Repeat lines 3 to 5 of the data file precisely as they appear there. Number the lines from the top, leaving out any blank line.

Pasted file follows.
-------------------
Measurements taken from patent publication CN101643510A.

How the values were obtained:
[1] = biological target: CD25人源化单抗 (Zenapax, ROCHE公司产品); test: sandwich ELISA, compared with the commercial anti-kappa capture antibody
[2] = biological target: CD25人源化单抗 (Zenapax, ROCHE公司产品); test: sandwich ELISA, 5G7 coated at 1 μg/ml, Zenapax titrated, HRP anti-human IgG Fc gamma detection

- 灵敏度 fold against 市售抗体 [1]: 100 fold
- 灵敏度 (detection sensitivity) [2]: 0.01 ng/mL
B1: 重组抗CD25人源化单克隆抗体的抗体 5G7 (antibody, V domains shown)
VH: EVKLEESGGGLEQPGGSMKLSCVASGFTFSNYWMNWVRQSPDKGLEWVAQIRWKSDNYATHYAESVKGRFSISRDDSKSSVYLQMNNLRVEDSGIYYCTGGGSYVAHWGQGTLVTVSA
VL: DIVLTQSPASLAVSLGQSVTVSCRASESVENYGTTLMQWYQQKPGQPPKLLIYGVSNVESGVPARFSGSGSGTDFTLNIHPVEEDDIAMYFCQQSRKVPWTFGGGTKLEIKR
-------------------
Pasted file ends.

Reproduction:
[1] = biological target: CD25人源化单抗 (Zenapax, ROCHE公司产品); test: sandwich ELISA, compared with the commercial anti-kappa capture antibody
[2] = biological target: CD25人源化单抗 (Zenapax, ROCHE公司产品); test: sandwich ELISA, 5G7 coated at 1 μg/ml, Zenapax titrated, HRP anti-human IgG Fc gamma detection

- 灵敏度 fold against 市售抗体 [1]: 100 fold